Suicide and marital status in the United States, 1991-1996: is widowhood a risk factor?

Am J Public Health. 2002 Sep;92(9):1518-22. doi: 10.2105/ajph.92.9.1518.

Abstract

Objectives: This study examined whether marital status is associated with suicide rates among various age, sex, and racial groups, in particular with widowhood among young adults of both sexes.

Methods: US national suicide mortality data were compiled for the years 1991-1996, and suicide rates were broken down by race, 5-year age groups, sex, and marital status.

Results: Data on suicide rates indicated an approximately 17-fold increase among young widowed White men (aged 20-34 years), a 9-fold increase among young widowed African American men, and lesser increases among young widowed White women compared with their married counterparts.

Conclusions: National data suggest that as many as 1 in 400 White and African American widowed men aged 20-35 years will die by suicide in any given year (compared with 1 in 9000 married men in the general population).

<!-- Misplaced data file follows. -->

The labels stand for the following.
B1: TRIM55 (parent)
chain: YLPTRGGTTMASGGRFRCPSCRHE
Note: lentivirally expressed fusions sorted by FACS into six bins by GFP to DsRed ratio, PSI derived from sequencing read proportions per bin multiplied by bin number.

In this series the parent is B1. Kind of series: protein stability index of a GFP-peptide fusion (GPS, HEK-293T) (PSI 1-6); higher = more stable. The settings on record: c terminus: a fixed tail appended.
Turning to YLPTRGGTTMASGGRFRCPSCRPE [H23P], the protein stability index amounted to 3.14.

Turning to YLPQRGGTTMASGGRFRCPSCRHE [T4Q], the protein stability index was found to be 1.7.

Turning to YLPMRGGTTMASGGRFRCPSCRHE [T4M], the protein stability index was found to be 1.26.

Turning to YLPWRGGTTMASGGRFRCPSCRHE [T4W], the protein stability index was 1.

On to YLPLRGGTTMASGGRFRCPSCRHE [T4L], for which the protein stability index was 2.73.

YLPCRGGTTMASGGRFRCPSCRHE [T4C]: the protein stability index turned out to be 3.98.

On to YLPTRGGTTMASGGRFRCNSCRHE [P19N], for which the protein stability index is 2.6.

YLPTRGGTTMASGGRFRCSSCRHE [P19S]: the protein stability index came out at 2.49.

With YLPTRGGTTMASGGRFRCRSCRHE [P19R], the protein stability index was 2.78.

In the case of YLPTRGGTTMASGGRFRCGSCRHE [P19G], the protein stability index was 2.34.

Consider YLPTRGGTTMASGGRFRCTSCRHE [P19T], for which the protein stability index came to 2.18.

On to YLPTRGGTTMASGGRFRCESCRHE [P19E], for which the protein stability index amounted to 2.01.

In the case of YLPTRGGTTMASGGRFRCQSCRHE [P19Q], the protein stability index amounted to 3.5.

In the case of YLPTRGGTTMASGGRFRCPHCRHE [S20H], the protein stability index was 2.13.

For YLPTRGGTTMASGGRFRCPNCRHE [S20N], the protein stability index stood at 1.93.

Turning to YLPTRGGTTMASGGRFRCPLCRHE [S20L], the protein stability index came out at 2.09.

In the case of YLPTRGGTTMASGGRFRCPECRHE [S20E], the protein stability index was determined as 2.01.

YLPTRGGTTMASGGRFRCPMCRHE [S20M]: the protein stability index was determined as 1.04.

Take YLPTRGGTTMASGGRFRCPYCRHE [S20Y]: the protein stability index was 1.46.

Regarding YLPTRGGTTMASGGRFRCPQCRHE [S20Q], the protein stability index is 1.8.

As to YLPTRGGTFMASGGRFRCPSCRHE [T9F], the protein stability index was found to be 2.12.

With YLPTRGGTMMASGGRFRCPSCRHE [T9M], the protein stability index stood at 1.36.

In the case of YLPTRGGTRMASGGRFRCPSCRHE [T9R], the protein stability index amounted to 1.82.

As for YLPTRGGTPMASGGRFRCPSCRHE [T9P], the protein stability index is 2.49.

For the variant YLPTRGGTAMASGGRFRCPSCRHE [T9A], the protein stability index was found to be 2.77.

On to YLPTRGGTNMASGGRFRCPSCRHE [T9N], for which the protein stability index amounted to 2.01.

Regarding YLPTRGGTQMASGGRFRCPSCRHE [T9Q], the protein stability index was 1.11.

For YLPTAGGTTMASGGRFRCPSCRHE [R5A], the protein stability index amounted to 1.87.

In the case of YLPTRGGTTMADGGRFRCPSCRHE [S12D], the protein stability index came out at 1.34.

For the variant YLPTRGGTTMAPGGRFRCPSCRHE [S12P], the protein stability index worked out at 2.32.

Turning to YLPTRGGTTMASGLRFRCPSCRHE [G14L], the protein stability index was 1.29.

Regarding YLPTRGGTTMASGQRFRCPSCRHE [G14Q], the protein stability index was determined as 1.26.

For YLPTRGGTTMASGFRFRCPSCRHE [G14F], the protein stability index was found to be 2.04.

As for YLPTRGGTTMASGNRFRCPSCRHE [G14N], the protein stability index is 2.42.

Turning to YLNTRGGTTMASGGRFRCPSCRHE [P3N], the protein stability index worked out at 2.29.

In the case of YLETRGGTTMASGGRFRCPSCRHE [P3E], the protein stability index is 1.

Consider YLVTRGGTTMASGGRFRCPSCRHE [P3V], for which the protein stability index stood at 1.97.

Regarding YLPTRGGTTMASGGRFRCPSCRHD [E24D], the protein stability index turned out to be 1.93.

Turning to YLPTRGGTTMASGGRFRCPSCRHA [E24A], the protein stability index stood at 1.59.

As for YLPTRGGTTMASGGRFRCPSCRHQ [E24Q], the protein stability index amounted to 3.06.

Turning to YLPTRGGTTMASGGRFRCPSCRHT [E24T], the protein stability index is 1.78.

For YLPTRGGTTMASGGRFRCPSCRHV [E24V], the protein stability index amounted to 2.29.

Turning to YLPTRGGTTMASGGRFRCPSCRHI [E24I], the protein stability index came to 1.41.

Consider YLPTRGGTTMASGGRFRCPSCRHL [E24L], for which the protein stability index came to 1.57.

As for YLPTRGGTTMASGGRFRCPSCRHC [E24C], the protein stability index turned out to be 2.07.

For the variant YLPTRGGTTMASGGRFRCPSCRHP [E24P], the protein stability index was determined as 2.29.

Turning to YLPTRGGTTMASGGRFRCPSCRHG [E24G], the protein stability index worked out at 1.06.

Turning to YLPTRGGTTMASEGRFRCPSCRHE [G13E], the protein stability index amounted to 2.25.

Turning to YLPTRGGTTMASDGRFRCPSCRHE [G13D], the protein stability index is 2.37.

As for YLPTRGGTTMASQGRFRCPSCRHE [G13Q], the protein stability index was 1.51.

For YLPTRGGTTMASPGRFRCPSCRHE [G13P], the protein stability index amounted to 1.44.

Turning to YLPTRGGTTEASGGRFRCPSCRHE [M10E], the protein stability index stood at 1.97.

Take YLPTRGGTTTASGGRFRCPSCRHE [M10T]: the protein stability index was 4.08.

MeSH terms

  • Adult
  • African Americans / statistics & numerical data*
  • Age Factors
  • Aged
  • European Continental Ancestry Group / statistics & numerical data*
  • Female
  • Humans
  • Male
  • Marital Status / ethnology
  • Marital Status / statistics & numerical data*
  • Middle Aged
  • Public Health
  • Risk Factors
  • Sex Factors
  • Suicide / ethnology*
  • Suicide / statistics & numerical data
  • United States / epidemiology
  • Widowhood / ethnology
  • Widowhood / statistics & numerical data*